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Cashing in: Utilizing free cash flow for equity valuation

With traditional measures of equity valuations near historic highs, we introduce free cash flow as an alternative basis for valuation.

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September 13, 2021 | 12 minute read

Equity markets have soared since the early days of the pandemic, bringing valuations into sharp focus. Earnings-based metrics, the most popular and widely tracked measure of a company’s valuation, are near historic highs. We introduce free cash flow (FCF), a measure of corporate profitability that is less widely cited but has significant advantages over accounting-based net income. In our view, free cash flow should form the basis of an investor’s valuation framework.

Investors, analysts, and the financial press have historically focused on earnings, or net income, as the primary metric for assessing a company’s performance. Analysts forecast earnings per share (EPS), management teams speak at length on the topic in their quarterly earnings calls, and markets move based on earnings beats and misses. This would appear logical given that net income is the result of combining all revenues and expenses over the previous period based on Generally Accepted Accounting Principles (GAAP) accounting practices. However, earnings can be a flawed metric and basing valuations solely on it may lead to problematic or incomplete analysis. In our view, FCF is a more useful metric in measuring the performance of a company over time and, ultimately, represents a better input for an investor’s valuation framework. In fact, a historical strategy of investing in stocks in the top quintile of FCF yield would have produced returns well in excess of the broader market, further exemplifying the metric’s significance.

Key takeaways

  • FCF may provide better insight into a company’s fundamentals than the more commonly cited net income.
  • Driven in large part by the tech sector, firms are producing more FCF than ever, pushing margins upward.
  • FCF yield provides a more useful valuation framework than more popular metrics such as P/E ratio and price-to-book.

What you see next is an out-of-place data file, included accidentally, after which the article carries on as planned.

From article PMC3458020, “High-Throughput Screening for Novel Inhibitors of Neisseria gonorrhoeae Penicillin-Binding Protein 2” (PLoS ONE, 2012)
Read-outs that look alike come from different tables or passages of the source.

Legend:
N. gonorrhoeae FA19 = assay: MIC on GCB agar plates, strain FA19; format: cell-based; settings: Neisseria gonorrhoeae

• Investing in stocks with high FCF yields has historically delivered performance superior to other value factors.

This information is educational in nature and does not constitute a financial promotion, investment advice or an inducement or incitement to participate in any product, offering or investment. FS Investments is not adopting, making a recommendation for or endorsing any investment strategy or particular security. All views, opinions and positions expressed herein are that of the author and do not necessarily reflect the views, opinions or positions of FS Investments. All opinions are subject to change without notice, and you should always obtain current information and perform due diligence before participating in any investment. FS Investments does not provide legal or tax advice and the information herein should not be considered legal or tax advice. Tax laws and regulations are complex and subject to change, which can materially impact any investment result. FS Investments cannot guarantee that the information herein is accurate, complete, or timely. FS Investments makes no warranties with regard to such information or results obtained by its use, and disclaims any liability arising out of your use of, or any tax position taken in reliance on, such information.

Any projections, forecasts and estimates contained herein are based upon certain assumptions that the author considers reasonable. Projections are necessarily speculative in nature, and it can be expected that some or all of the assumptions underlying the projections will not materialize or will vary significantly from actual results. The inclusion of projections herein should not be regarded as a representation or guarantee regarding the reliability, accuracy or completeness of the information contained herein, and neither FS Investments nor the author are under any obligation to update or keep current such information.

All investing is subject to risk, including the possible loss of the money you invest.

Andrew Korz

Director, Investment Research

Robert Hoffman, CFA

Managing Director, Investment Research

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